As we made our way to the restaurant, Hanna engaged them with some light chit-chat and an update of what we've been up to in Canada since summer. Both Sensei were particularly happy with the success of the 1st Mu Mon Kai Iaido Tournament and the growing bond between us and our neighbours south of the border. The phrases "I wish I was there" and "I'd like to come to the next one" were repeated several times as we recounted the Toronto event and mentioned plans for this year's 1st Canadian National Iaido Championships.
Our conversation over food was light at first; with each Sensei taking turns answering some of our basic questions on improving our abilities and helping Canadian Iaido grow. Tsubaki Sensei offered me some horse sashimi and amused himself as I chewed 1,367 times before I was able to swallow it. As the evening wore on, and perhaps contributed by a few drinks, both Sensei began to open up. We could see the passion in their eyes as they revealed to us what was truly important for our development as Iaidoka and future leaders in the community.
The following is a recap of our conversation with disclaimers:
- The conversation was entirely in Japanese. I was able to take some notes with my small understanding of the language, but most of the details were recorded in Japanese an hour later by Hanna in our hotel room.
- We then translated these notes into English for this blog entry.
- As with the transmission of Iaido and Kyudo, it is always better to hear it live and from the source.
Q: How should we be training with only limited access to Japanese Iaido?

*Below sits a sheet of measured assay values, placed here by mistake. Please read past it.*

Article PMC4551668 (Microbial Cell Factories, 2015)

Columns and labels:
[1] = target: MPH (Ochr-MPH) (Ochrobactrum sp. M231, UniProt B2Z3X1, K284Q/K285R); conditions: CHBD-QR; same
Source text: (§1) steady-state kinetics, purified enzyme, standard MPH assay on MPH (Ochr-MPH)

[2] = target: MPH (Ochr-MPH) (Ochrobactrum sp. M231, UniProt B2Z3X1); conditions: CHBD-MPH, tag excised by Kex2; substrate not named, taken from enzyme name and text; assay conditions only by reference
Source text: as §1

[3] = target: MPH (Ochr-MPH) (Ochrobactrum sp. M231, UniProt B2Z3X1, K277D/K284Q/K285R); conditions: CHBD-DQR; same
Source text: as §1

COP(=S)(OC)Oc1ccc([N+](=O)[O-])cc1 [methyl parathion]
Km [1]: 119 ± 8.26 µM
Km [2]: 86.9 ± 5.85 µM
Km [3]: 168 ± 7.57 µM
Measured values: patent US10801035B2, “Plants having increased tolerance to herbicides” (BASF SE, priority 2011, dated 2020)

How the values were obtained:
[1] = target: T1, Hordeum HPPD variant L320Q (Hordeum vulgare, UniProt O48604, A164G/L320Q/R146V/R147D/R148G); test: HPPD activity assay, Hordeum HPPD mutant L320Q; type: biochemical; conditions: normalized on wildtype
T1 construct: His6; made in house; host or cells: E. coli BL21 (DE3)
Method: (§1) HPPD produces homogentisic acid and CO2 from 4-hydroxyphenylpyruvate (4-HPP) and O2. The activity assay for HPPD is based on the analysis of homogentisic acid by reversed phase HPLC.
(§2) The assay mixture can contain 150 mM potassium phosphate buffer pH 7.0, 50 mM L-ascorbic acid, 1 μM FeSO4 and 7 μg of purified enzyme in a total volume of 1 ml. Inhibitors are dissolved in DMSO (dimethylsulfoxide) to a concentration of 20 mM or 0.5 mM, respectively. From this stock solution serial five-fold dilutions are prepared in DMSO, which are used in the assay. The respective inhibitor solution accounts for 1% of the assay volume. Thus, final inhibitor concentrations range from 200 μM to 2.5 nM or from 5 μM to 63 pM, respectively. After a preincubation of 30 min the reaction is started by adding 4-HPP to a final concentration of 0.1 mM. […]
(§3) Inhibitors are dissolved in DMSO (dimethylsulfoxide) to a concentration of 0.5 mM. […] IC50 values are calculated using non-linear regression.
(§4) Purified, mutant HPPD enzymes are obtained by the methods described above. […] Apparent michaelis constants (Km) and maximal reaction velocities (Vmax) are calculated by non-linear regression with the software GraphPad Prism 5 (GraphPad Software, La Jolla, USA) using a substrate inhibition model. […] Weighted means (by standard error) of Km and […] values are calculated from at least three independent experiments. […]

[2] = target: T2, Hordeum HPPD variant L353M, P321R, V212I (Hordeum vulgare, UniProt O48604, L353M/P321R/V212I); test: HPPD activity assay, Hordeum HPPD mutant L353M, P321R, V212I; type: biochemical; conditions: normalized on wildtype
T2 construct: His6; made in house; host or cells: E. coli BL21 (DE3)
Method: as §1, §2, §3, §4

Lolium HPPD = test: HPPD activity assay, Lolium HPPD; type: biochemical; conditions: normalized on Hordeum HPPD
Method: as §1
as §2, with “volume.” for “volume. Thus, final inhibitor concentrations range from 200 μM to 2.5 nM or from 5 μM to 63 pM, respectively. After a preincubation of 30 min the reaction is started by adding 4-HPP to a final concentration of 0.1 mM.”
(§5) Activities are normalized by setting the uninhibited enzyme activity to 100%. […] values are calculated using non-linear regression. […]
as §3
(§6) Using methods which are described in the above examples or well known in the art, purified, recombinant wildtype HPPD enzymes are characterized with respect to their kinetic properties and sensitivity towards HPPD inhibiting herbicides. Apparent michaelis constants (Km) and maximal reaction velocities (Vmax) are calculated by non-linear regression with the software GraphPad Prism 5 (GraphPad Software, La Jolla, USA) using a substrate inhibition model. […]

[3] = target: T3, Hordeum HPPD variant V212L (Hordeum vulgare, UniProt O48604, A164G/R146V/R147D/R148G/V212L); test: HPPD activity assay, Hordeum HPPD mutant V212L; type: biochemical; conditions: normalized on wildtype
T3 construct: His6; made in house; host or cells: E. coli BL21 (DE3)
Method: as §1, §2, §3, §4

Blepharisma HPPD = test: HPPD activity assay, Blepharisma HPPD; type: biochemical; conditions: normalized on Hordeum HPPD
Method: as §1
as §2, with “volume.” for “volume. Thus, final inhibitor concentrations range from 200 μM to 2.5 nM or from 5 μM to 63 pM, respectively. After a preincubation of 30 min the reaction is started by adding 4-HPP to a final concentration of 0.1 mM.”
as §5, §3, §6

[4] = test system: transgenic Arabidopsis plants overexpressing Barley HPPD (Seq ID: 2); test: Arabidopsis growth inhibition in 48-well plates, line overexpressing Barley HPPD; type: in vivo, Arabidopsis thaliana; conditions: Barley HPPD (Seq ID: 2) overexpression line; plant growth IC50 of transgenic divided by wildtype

H: It is important to study the ZNKR kihon and to thoroughly practice them. At 4 Dan, Ma (timing & distance) should be introduced and studied. The ideal method for learning these concepts is through mitori-keiko, to watch a higher level practitioner. Canadian Iaido is still in its adolescence and has the potential to improve rapidly. It is important to use the visiting Japanese Sensei as role models for high level concepts.
During the annual Sei Do Kai Spring Seminar, Canadian's get the opportunity to watch the performances of elite individuals. You must keep their actions in mind over the year and practice constantly and diligently to internalize the abilities that you saw. Image training is important. Try to imagine the motions you want to follow after watching the high-level practitioners. Even I do this, and after a year, I can still see them in my mind.
As you progress, it remains important that you train in a straight forward manner: to follow your Sensei and stick to a line. Canada has a small Iaido population, but even then, it is important to choose and follow. The Sensei-Student relationship is not to be taken lightly.
Renshu - Training/Practice/Drilling/Sharpening is critical. Learning through speech is limited.
(Personal note: While in Japan last summer, we attended five of Hatakenaka-Sensei' weekly classes. In each 3 hour session, students received at most two sentences of instruction/correction from Sensei. The rest was keiko. I felt like I had gone swimming in my gi and hakama at the end of each class)
Q: How can we continue to raise the bar in Canada?
H: In recent years, Canadian gradings under the supervision of AJKF delegates (i.e. Kishimoto Chihiro Sensei) have produced decent results. In the future, the use of official AJKF panels, like in Europe and the United States will further improve the application of standards to rank. Currently, Canada follows FIK rules, but lack the ability to administer the high level standards. Without proper guidance at the senior level (Ex. the premature promotion of rank) the long-term outlook of Iaido in Canada will be in jeopardy.
Q: How does competition fit into the learning of Iaido?